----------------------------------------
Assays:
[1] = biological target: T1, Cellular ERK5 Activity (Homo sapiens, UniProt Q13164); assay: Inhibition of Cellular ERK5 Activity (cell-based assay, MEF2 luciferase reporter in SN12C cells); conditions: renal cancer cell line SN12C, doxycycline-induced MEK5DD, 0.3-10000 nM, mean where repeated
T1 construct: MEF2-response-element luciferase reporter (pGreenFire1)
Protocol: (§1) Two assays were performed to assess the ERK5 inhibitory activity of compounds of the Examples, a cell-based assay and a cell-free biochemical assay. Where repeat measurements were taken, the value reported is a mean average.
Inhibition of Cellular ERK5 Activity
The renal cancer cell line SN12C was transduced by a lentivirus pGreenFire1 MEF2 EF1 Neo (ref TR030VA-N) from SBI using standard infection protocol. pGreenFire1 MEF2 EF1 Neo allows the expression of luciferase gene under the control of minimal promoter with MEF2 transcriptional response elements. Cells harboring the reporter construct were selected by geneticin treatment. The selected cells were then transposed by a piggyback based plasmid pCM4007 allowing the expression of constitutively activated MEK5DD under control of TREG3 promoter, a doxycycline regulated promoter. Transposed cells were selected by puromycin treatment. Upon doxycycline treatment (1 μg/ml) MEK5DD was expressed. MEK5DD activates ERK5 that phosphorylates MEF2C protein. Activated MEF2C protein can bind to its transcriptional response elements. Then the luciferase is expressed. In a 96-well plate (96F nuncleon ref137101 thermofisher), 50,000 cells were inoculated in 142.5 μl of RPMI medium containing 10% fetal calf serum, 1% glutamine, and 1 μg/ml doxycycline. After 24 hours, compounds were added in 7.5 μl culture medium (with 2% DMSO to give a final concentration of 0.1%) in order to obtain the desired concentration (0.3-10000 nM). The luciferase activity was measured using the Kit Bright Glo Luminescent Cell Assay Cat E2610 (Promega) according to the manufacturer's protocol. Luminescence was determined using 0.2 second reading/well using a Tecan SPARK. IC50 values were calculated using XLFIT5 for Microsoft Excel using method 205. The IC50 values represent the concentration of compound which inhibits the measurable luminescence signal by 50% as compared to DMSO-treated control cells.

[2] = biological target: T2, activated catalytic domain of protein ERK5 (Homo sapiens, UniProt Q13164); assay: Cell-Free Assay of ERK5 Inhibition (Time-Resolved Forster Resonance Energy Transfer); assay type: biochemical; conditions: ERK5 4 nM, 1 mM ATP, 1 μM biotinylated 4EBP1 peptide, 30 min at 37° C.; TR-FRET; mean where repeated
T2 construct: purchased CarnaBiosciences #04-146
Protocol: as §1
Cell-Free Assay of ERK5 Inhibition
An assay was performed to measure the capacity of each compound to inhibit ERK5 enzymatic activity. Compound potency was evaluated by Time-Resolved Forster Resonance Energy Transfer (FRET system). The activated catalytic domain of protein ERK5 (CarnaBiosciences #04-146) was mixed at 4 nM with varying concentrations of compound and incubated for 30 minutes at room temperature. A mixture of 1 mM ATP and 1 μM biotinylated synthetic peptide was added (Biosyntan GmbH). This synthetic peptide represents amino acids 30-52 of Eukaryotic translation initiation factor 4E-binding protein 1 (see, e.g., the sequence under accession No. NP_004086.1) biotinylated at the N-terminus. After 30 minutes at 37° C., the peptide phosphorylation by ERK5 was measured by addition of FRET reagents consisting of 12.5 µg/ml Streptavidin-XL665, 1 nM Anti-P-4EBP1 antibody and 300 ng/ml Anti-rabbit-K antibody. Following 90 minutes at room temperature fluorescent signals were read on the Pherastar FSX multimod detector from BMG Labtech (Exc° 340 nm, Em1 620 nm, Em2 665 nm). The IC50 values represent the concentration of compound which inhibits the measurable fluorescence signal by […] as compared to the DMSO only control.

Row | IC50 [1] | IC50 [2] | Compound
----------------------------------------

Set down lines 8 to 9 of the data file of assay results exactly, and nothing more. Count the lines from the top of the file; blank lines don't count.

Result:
T2 construct: purchased CarnaBiosciences #04-146
Protocol: as §1